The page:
Men's Breakfast Report, May 2011

The Men’s Breakfast Group met Saturday, May 14 with Joe Ripple, retiring school superintendent of BISD.  Joe is a native of Brazosport and graduated from Brazosport High School. He has several relatives in the area.  He said that coming back to Brazosport as Superintendent was a dream job. 

One of the main questions was how the state budget cuts would affect the schools.  The reduction in state support will have a significant effect.  The amount will depend on the exact amount that support is cut, which has not yet been decided. 

One way the local budget will be balanced is by reducing the number of teachers, since salaries make up a large portion of the budget.  This will mean larger class sizes.  Elementary class sizes will increase from 22 to 24 students.  This does not sound like much, but can be significant, especially where students need more individual attention.  In the high schools, subjects with small enrolments may be eliminated.  Vocational students such as auto-body repair will have to take their classes at the college as dual credit classes. 

One way to reduce expenses would be to close some schools.  Some schools have small enrolments because of population shifts and could be consolidated.  Closing schools would be politically difficult because communities often think of their school as being the center of their community.  Often students in these low enrolment schools have parents and grandparents who went through the school and still live in the same area.  These people fight to keep their school open.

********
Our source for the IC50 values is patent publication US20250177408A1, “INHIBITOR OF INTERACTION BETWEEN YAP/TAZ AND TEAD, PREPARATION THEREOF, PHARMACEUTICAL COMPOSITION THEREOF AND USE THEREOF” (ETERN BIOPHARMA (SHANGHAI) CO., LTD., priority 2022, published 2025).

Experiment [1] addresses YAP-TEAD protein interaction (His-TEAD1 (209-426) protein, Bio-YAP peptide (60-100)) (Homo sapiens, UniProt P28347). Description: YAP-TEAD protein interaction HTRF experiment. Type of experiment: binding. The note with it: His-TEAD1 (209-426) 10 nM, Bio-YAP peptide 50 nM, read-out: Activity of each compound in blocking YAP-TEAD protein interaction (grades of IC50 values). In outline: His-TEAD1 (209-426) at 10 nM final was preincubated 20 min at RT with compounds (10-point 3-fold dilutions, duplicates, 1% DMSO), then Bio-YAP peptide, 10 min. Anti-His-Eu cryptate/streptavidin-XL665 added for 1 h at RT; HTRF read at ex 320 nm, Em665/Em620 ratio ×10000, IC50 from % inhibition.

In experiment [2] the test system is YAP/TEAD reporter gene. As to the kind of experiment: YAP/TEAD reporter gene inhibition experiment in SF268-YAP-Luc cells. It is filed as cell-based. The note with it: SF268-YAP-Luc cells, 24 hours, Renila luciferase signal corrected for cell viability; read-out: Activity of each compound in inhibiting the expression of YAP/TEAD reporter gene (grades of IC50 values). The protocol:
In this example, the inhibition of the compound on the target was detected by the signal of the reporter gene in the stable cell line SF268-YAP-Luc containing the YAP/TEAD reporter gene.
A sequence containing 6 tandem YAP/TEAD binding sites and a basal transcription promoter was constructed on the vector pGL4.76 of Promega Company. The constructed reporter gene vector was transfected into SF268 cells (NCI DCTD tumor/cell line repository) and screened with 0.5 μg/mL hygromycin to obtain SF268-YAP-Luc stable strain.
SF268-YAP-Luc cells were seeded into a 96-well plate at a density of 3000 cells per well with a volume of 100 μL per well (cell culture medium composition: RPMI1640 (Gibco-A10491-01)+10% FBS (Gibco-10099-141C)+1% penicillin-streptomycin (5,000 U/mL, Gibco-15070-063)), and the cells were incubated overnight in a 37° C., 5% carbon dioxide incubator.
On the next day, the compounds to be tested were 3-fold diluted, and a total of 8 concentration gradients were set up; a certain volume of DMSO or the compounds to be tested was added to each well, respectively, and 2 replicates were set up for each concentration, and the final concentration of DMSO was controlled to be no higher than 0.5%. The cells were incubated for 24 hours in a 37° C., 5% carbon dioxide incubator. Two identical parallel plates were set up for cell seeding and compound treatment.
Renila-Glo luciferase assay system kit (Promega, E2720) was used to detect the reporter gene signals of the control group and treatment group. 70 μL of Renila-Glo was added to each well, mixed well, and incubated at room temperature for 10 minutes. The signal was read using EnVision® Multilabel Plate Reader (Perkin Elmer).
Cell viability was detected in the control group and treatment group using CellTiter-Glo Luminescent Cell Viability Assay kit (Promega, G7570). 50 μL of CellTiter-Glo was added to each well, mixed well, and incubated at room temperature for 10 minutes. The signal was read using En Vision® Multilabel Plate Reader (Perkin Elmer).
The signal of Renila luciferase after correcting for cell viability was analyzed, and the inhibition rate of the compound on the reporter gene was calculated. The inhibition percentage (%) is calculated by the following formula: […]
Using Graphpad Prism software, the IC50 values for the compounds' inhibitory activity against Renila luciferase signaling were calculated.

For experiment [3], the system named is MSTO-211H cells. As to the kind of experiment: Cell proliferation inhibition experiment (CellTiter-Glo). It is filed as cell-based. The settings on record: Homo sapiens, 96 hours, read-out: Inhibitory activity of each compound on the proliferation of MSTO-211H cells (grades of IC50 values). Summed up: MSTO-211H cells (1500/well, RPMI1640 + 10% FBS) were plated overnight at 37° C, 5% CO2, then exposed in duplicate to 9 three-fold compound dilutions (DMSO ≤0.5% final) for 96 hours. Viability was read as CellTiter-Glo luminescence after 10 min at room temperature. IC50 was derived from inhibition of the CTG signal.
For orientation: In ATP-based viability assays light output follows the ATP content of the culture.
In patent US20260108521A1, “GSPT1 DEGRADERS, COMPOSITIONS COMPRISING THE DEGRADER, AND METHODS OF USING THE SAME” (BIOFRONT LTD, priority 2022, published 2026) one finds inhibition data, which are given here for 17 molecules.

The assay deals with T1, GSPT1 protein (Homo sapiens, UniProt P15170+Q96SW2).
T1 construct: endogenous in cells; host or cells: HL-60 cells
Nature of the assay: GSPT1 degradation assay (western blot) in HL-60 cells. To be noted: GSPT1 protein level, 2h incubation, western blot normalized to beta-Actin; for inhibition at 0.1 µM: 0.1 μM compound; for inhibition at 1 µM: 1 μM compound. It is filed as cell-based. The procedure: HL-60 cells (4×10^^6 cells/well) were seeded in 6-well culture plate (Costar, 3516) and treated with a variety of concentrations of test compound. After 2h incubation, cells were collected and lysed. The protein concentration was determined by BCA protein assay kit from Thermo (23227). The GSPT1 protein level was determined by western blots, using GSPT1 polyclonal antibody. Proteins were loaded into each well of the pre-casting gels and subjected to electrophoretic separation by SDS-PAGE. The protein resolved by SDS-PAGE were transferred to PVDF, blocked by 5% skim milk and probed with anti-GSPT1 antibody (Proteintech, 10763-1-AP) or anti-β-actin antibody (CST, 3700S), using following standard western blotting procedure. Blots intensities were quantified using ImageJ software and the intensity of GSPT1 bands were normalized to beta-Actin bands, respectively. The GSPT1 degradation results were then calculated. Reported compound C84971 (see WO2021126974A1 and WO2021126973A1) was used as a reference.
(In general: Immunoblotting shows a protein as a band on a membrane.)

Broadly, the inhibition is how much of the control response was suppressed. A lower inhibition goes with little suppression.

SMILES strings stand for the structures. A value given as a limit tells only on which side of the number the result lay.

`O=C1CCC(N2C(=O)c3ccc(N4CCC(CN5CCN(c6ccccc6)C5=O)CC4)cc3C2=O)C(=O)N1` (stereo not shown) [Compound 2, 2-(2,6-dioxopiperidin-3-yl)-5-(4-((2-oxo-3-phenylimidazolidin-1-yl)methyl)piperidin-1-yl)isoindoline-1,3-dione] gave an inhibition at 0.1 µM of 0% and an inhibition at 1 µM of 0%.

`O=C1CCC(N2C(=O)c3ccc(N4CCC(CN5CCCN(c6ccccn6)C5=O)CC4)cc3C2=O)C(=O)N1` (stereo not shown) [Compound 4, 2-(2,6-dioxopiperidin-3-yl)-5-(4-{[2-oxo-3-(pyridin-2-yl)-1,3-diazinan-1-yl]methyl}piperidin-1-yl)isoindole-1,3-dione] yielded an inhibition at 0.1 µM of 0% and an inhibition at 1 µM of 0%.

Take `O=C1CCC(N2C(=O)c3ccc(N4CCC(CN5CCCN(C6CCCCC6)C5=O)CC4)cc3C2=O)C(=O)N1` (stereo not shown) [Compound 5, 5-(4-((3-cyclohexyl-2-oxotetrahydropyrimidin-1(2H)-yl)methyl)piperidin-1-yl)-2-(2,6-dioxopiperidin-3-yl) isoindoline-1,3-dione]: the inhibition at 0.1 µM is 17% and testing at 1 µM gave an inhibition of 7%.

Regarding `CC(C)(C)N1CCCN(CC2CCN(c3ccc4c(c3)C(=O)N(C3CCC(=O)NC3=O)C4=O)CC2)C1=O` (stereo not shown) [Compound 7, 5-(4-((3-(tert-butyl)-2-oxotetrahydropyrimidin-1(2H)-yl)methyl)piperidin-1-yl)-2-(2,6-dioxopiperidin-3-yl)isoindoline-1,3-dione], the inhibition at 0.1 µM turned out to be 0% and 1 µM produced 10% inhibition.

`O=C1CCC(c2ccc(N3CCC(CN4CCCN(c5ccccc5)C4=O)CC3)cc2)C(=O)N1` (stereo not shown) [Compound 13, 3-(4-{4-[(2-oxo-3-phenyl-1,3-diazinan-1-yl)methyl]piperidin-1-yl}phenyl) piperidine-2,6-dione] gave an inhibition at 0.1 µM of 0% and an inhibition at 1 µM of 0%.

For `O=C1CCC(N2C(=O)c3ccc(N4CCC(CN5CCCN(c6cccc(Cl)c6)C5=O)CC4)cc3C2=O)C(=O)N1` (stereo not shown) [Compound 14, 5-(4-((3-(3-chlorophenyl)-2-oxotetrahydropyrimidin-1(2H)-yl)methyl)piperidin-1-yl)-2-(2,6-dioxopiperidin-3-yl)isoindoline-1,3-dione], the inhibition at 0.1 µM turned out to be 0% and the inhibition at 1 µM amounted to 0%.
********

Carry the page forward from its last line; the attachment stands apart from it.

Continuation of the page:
Joe said that there is a significant difference between the north and the south parts of the district in poverty and parental background.  Some schools in the south part of the district have over 90% of the students on free or reduced price lunch programs.  Poverty also exists in Lake Jackson with up to 30% of the students in some schools on free or reduced price lunch programs.  The difference between the north and south is another reason for keeping schools open in the south part of the district.  The smaller class size means that the most resources are placed where there is the most need. 

Joe was asked about how the TAKS test distorted teaching by teachers teaching to the test.  He believed that this was not a real problem since the TAKS test was designed to test over the curriculum standards and that the standards were appropriate to the courses. 

Another question was whether we seeing fewer high quality students because of the reduction of research at Dow.  Joe said that the problem is that the Rte. 288 freeway means that executives and professionals can now live in Pearland and vicinity.  These people compare the schools before deciding where to live.  This means that we have to compete with these schools for these students and their parents’ tax money.  This is one reason that it is necessary to have attractive schools and facilities.  Attractive facilities also improve the morale of teachers and students. 

As usual the men had an interesting discussion and a good meal.  The next meeting will be Saturday, June 11.